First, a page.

There are only so many time management techniques we can exercise before we come to realize that they may all be failing us. Even Maura Thomas, an international productivity speaker writing for the Harvard Business Review, admits: "There are too many sticky notes, the paper lists are way too long, and there's always more to add to them, and flagged emails quickly fall below the scroll and get buried."
With all of these never-ending to-do lists, we wonder: are we wasting our time trying to manage our time?
Perhaps a better question to ask is this: does time management even matter that much?
Catherine McCarthy and Tony Schwartz, in writing of their experiences as leaders of a boutique consulting firm, the Energy Project, assert that energy management, not time management, is what employers and employees should be focusing on.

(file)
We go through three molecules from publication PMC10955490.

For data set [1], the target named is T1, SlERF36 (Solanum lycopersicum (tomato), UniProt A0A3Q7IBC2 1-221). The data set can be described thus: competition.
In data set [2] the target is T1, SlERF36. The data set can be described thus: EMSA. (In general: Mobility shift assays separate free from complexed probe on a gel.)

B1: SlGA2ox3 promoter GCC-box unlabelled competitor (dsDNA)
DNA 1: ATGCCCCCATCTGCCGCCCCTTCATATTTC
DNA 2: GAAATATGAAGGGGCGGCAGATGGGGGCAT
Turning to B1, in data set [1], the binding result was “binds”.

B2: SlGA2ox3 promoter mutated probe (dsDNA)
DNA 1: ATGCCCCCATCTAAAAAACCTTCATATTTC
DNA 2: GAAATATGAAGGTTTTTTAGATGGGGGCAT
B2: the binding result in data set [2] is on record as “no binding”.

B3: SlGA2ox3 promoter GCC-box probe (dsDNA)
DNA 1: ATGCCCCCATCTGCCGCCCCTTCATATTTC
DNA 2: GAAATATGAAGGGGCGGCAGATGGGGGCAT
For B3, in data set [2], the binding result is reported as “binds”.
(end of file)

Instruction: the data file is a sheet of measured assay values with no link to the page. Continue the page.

After working closely with business leaders and executives for years, the CEO and VP had discovered, "with remarkable consistency," that executives found themselves to be "pushing themselves harder than ever to keep up," and increasingly felt as if they were at a breaking point. Even further, organizations they examined were forced to settle for employees who were less than fully engaged, and even had to constantly hire and train new people to replace those employees who chose to resign.
The core problem with paying attention to how you spend your time, and working longer hours, McCarthy and Schwartz explain, is that time is a finite resource. There are only so many hours in the day. Conversely, energy, which can be defined as the "capacity to work," can be expanded and regularly renewed. Depending on how you look at it, this is both bad and good news!
Energy management requires an increased amount of effort, as you will need to "recognize the costs of energy-depleting behaviors and then take responsibility for changing them, regardless of the circumstances they're facing." However, if you effectively monitor and maintain your energy, you will find yourself getting more out of the time you spend.
In fact, there's a good chance you will become a productivity rock star.